For many, it is not a cut and dry decision on whether or not parents should contribute toward paying for their children’s college. This is an interesting topic to consider. Many parents will pay hundreds of dollars to put their children into dance, soccer, go on expensive vacations, but fail to contribute ANYTHING toward their children’s college fund. In many ways, this is doing a large disservice to your kids, under the guise of making children independent by paying for college on their own. In reality, this just leads the next generation to take out large student loans that could take them many years to pay back). As many financial goals tend to be, college is one of those things that is a long-term goal that is not realized until many years after you begin saving for it. It is the opposite of the instant gratification mindset that is so prevalent in our society today.
As you can see, I am very bias in this area, and strongly believe that parents should consider contributing something, anything, toward their kids college if they are able. I don’t believe in being an enabler or giving handouts… but I also don’t believe in being a disabler. By investing early for your children’s college, the investment has plenty of time to mature and benefit from compound interest. But choosing to delay or not invest in a college fund, there is no opportunity for the investment to grow over time, and it leaves little options left to the student, other than to get a loan, or hope for a scholarship.
Assuming that the goal is to contribute to your children’s college fund… how much should you contribute? What if you have more than one kid? How much should you contribute to each child’s fund? Where should you put the money?
Fortunately, most states offer a very nice option for putting money toward college. It is the 529 plan. This plan allows family members (parents, grandparents, etc.) to contribute tax-free money toward college. As long as the beneficiary uses the money toward college-related expenses, it is never taxed. But what if my child gets a scholarship? Then the money equal to the scholarship amount can be withdrawn tax-free from the account and used for anything. What if my child doesn’t go to college? You can re-assign the money to another beneficiary (another child, etc.) without any penalty. Of course, money contributed toward a 529 will also be invested and given the opportunity to grow with the market.
Recently, we decided to re-focus our efforts on saving for college. We have 5 children, the oldest just having turned 11. Currently, each child has ~4,100 in their college 529 plan. How much should I disproportionally contribute toward an older child, since their fund has less time to compound? I put together a simple formula to determine how much each child should get, based on how far behind they are.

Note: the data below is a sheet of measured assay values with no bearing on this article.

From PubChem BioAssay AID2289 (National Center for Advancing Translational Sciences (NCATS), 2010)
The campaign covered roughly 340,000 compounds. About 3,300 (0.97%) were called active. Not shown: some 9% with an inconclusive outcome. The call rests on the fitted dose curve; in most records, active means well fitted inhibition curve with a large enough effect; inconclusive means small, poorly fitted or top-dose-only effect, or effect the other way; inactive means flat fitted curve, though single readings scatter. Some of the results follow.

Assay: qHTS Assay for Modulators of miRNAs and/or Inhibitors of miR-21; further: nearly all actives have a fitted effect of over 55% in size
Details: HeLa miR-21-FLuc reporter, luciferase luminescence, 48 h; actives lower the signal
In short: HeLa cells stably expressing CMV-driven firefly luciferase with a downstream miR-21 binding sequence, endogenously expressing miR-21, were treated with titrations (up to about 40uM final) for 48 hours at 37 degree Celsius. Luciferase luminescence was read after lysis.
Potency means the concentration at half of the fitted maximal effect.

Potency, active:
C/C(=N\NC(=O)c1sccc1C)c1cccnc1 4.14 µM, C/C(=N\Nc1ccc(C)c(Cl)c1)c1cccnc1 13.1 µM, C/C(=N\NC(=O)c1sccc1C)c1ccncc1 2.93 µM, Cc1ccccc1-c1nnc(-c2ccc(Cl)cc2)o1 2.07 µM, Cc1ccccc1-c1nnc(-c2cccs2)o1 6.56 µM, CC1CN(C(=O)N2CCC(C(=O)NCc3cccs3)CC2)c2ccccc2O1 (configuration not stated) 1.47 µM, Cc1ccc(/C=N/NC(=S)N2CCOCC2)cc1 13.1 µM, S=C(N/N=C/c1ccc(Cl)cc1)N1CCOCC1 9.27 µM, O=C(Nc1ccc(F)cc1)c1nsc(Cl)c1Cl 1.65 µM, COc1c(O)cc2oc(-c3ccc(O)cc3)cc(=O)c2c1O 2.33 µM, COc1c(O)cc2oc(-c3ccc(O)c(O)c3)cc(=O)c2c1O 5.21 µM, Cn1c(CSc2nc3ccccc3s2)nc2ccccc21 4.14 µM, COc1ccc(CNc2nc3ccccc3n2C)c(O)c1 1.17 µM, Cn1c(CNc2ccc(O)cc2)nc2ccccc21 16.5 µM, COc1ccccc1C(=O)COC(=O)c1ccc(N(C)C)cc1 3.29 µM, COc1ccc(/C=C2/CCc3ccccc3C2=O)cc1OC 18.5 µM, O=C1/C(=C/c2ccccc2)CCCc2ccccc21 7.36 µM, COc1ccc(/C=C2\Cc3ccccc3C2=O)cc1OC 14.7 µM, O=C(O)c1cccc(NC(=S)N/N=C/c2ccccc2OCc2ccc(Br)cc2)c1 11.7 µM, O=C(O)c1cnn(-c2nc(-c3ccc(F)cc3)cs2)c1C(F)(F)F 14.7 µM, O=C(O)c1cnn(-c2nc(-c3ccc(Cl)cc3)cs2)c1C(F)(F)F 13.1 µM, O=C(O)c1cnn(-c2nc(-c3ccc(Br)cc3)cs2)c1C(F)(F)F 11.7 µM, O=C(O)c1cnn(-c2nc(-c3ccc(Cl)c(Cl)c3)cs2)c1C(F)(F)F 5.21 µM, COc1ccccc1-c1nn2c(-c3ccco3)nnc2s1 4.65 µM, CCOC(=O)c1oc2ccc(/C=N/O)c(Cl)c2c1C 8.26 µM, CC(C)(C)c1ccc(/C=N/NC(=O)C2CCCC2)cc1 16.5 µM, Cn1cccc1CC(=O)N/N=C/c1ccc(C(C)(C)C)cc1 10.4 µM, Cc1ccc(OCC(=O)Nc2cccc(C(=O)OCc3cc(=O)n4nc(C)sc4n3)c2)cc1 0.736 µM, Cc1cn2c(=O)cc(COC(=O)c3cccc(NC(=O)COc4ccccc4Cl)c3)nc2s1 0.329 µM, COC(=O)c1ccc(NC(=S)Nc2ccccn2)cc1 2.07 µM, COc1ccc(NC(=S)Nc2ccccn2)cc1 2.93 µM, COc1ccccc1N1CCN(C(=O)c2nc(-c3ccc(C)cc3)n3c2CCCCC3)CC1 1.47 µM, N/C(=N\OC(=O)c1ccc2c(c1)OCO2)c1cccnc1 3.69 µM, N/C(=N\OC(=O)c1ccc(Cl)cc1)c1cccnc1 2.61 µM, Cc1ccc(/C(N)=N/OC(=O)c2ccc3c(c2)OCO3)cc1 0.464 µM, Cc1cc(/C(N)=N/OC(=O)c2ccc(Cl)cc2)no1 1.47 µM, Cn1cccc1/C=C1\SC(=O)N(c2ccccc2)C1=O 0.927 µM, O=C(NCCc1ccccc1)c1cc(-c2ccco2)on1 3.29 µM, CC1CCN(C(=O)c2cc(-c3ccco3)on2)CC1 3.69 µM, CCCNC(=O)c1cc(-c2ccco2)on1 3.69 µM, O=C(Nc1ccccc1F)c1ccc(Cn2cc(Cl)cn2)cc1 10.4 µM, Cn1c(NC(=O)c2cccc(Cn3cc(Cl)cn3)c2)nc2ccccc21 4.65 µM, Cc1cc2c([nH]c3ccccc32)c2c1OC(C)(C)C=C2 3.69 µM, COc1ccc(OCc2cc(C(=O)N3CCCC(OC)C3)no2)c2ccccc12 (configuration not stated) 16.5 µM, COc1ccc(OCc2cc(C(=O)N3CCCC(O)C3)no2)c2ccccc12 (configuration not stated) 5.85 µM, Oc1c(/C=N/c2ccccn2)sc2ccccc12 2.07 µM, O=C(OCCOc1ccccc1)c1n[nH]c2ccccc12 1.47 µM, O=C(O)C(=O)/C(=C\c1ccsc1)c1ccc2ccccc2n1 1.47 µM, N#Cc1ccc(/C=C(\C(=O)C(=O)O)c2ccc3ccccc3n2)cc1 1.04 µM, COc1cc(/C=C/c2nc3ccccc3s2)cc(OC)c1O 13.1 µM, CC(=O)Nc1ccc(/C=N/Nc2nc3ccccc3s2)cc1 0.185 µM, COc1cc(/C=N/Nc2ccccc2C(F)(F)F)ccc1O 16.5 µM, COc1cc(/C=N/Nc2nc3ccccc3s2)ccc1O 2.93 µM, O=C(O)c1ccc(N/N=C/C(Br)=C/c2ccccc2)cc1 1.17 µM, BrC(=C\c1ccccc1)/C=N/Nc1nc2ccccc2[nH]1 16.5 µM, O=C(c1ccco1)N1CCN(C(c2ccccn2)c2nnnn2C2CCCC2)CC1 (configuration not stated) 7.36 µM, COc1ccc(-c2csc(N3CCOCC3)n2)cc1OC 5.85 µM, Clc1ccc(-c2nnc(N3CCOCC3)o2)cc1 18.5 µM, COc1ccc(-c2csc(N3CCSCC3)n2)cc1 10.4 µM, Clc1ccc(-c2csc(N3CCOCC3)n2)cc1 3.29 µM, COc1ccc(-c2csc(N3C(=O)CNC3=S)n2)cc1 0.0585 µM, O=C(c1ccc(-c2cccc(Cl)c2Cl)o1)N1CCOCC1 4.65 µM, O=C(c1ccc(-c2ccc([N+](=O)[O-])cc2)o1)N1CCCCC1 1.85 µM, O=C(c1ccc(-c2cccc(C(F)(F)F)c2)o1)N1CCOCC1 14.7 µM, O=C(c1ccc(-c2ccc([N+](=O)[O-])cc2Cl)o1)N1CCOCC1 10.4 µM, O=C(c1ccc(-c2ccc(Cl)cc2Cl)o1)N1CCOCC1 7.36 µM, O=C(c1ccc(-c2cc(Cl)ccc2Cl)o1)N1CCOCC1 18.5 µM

The goal of the formula is to contribute more toward the college fund of children that are further behind than they should be. First, I determined how much I have saved already for each child and put that in the “Actual” column next to the child’s name. Second, I determined how much the child “should” have for their age, according to known calculations (see table below). Third, I subtracted how much they should have minus how much they actually have, to determine how much each child is behind by. Totaling how much each child was behind by gave a total of $31,935 for all children! Hard to believe that we are THAT far behind in paying for our children’s college. But don’t forget the numbers are all relative, and the actual amount we are behind by is not that important, since we will be dealing with fractions from here on out. Fourth, I divided the amount each child was behind by, by the total of all children, to give a fraction for each child. For example, the 11-year-old in this example is behind by ~14k, which is 43% of the total deficit of all children combined (~32k). Fifth, I multiplied the fraction each child was behind by the total amount I choose to budget for college in a given month. Here, I am choosing to budget $750 total per month for all children toward college. This means that the eldest would get 0.43 * $750 = $323.55 / month for college. Doing this across the board for all children, gives a total monthly college contribution fo $750, which is exactly what we were targeting. It is really not too complicated once you enter in your own numbers. But the overall outcome, is that eventually, all children will be behind by the same amount for their age, and can get caught up, if desired, by continuing to increase the total contribution amount. For reference, here is a nice chart of how much you should have in a college fund, depending on the type of school you are looking to send your child to:
Again, keep in mind, that the exact amounts above are not the important part. These are only used to help you disproportionally contribute the right amount to each of your child by considering: a) how far behind is your child’s fund, and b) how much per month are you willing and able to contribute toward college.
Using the above strategy, we now have a plan to take care of kids’ college, and can begin to focus on knocking out that mortgage as part of baby step 6!